Tuesday, July 19, 2005

Does Anyone At The LA Times Know ANYTHING About LA? Editorial Page Blunders Again!


After getting California's bond ratings history under Governor Schwarzenegger dead wrong - and then getting the Supreme Court Justice Sandra Day O'Connor's record even more staggeringly wrong - the LA Times Editorial Page now gets something more local... equally dead wrong.

See below:

This may be Gehry's first realized skyscraper, though not the first he has designed. Currently Southern California's favorite son, Gehry was spurned as the new financial-district spires of Los Angeles grew over several decades. He did his most acclaimed pre-Disney work for the Guggenheim Museum in Bilbao, Spain (the building that put the sagging industrial city on the international tourism map).

First, the more technical point - several skyscrapers Gehry has or is designing around the world may more likely be built before the one on Grand Avenue, though it could still be the first. But the real blunder is that they stated that his work on the Guggenheim Museum was done BEFORE his work on Disney Hall.

Wrong, wrong, wrong.


Gehry's essential design - which greatly prefigured the Guggenheim - was done a number of years BEFORE he did the design of Bilbao. Now granted Bilbao was built before Disney due to financing problems in LA, but the creative design work was done long BEFORE the Guggenheim, and not after, as anyone who lives in LA would/should know.

But, of course, since no one at the top of the masthead of the LA Times was anywhere near LA back then, none of them has any of idea about anything that happened in this city longer ago than say.... five minutes ago.

And that is the biggest tragedy of the LA Times, and this city.


In a piece of wonderful irony - looking into the files of the LA Times - even the architecture critic of the Chicago Tribune - Blair Kamin - writing in the LA Times recognizes that the Disney Hall design was done before Bilbao.

The origins of Disney Hall reach back to 1987, when the now-deceased Lillian Disney made a $50 million gift for a new concert hall in honor of her late husband, Walt, who was born in Chicago on Dec. 5, 1901, in a simple frame cottage at 2156 N. Tripp Ave.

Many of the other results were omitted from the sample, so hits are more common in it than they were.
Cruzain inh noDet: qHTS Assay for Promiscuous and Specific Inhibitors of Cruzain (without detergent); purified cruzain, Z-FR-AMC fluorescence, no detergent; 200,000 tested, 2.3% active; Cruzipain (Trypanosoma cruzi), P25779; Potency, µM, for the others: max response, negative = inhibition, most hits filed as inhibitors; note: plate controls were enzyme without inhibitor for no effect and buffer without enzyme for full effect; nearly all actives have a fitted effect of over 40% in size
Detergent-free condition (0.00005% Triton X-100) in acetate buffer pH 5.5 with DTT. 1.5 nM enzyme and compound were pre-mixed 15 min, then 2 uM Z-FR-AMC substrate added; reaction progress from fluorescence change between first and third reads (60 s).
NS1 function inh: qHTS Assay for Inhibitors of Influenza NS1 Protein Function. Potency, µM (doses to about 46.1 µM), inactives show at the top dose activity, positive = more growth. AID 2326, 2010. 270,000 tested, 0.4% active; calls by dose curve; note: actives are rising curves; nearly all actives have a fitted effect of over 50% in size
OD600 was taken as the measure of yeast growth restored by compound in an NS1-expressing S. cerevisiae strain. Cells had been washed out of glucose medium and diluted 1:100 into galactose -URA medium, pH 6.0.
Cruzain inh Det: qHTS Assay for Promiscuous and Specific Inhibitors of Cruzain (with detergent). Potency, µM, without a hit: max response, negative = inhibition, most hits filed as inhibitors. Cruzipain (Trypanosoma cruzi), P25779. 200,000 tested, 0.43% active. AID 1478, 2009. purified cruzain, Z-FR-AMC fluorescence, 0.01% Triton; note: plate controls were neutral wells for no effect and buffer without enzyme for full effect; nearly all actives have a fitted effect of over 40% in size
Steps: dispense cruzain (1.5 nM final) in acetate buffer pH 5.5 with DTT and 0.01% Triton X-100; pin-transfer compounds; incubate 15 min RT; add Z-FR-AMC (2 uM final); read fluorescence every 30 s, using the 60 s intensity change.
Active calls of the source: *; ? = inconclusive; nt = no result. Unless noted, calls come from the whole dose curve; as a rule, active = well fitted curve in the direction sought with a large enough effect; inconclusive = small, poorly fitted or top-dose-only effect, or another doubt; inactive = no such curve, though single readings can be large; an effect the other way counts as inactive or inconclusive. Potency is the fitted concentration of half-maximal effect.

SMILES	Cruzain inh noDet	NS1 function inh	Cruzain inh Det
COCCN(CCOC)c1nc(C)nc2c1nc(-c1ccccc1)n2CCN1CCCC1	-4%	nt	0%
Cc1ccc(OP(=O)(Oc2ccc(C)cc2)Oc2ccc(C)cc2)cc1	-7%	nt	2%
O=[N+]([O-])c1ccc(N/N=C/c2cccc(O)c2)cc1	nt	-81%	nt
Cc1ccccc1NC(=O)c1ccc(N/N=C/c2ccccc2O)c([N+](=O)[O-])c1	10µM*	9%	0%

A year later, Gehry won a design competition for the project, which would replace the neighboring Dorothy Chandler Pavilion as the home of the Los Angeles Philharmonic. But a spiraling budget and management problems almost scuttled the effort. A groundbreaking for the hall wasn't held until late 1999. Miraculously, though, Gehry's original design concept survived and has become better with tweaking.

And in 'Art In America' - to put a finer point on this:

Disney Hall may have been built out of historic sequence--its design was begun several years before the Guggenheim Bilbao (1991-97) but finished six years after, in late 2003--yet it is culturally more significant because Disney Hall was the site of invention, the building that inaugurated Gehry's long, rich series of curvilinear structures that have repositioned the art of architecture and raised the bar of the discipline.

Two more quibbles. First, the LAT's Editorial Page seems to be unaware that the long awaited new Ralph's Supermarket is already under construction in the heart of downtown; hence any new one will NOT be the badly needed supermarket:

If Gehry isn't chosen, it is expected that he will have something to say about that and other buildings in the mixed development (including a badly needed downtown grocery store).

And as for the painting of Eli Broad as the villain in the Disney Hall story....

(Gehry's) fights with philanthropist and former housing developer Eli Broad over the adjacent Disney Hall, for instance, were legendary. In the end, Gehry out-waited Broad and essentially got the daring design he wanted.

... that is more than a little dishonest.

While they did fight over the costs of aspects of the design, if it wasn't for Eli Broad's leadership and his shaming of the elite of LA into paying for the building, Gehry's design would have likely never been built. But, of course, that all happened long before the current leadership of the Times was in LA.

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